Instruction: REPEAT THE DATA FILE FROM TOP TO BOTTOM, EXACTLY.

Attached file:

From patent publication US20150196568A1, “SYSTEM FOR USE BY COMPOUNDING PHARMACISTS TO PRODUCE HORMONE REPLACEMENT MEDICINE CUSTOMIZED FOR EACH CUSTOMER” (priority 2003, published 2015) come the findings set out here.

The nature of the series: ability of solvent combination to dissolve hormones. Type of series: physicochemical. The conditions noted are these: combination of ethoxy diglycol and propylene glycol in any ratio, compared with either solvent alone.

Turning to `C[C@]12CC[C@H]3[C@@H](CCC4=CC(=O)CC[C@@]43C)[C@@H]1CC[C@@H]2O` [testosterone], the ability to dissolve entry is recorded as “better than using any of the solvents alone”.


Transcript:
From patent publication US20150196568A1, “SYSTEM FOR USE BY COMPOUNDING PHARMACISTS TO PRODUCE HORMONE REPLACEMENT MEDICINE CUSTOMIZED FOR EACH CUSTOMER” (priority 2003, published 2015) come the findings set out here.

The nature of the series: ability of solvent combination to dissolve hormones. Type of series: physicochemical. The conditions noted are these: combination of ethoxy diglycol and propylene glycol in any ratio, compared with either solvent alone.

Turning to `C[C@]12CC[C@H]3[C@@H](CCC4=CC(=O)CC[C@@]43C)[C@@H]1CC[C@@H]2O` [testosterone], the ability to dissolve entry is recorded as “better than using any of the solvents alone”.